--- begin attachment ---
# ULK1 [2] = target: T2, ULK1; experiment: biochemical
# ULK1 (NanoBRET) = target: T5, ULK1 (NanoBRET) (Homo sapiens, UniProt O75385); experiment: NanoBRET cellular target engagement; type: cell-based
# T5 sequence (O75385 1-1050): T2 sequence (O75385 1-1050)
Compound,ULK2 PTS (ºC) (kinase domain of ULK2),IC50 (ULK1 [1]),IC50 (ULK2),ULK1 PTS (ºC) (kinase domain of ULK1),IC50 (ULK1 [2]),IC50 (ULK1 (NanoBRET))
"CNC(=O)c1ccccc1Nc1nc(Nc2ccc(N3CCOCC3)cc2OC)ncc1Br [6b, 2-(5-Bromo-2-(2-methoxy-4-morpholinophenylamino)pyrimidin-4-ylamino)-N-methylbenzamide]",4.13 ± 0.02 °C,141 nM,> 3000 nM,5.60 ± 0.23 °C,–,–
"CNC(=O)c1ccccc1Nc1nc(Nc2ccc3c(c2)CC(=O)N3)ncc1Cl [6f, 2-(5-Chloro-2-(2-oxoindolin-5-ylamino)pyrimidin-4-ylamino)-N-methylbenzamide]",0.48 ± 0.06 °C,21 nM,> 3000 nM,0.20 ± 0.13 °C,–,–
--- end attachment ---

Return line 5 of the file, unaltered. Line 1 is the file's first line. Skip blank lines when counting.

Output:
"CNC(=O)c1ccccc1Nc1nc(Nc2ccc(N3CCOCC3)cc2OC)ncc1Br [6b, 2-(5-Bromo-2-(2-methoxy-4-morpholinophenylamino)pyrimidin-4-ylamino)-N-methylbenzamide]",4.13 ± 0.02 °C,141 nM,> 3000 nM,5.60 ± 0.23 °C,–,–